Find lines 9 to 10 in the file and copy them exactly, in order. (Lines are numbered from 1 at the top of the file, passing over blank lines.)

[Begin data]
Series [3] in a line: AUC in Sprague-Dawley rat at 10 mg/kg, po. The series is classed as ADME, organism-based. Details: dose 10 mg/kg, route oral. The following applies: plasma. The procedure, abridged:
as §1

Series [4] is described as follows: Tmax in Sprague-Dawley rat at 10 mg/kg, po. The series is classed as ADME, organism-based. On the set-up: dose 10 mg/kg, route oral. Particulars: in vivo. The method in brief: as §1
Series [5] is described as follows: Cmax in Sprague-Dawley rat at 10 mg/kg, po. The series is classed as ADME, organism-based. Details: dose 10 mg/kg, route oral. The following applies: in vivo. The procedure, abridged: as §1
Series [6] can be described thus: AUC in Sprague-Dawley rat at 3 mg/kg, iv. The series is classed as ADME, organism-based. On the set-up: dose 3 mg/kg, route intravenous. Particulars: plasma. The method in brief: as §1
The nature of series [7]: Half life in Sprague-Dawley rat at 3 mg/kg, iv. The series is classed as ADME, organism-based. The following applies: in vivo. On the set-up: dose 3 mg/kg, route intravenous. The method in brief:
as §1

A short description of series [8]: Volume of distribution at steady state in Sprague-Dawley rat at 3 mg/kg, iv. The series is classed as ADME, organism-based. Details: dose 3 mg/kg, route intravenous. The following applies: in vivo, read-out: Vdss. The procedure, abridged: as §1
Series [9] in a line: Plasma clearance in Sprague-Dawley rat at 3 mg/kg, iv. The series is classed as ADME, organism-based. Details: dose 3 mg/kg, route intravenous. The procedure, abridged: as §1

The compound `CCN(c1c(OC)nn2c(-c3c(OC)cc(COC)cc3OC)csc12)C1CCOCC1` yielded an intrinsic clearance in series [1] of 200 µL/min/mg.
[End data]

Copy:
Series [9] in a line: Plasma clearance in Sprague-Dawley rat at 3 mg/kg, iv. The series is classed as ADME, organism-based. Details: dose 3 mg/kg, route intravenous. The procedure, abridged: as §1

The compound `CCN(c1c(OC)nn2c(-c3c(OC)cc(COC)cc3OC)csc12)C1CCOCC1` yielded an intrinsic clearance in series [1] of 200 µL/min/mg.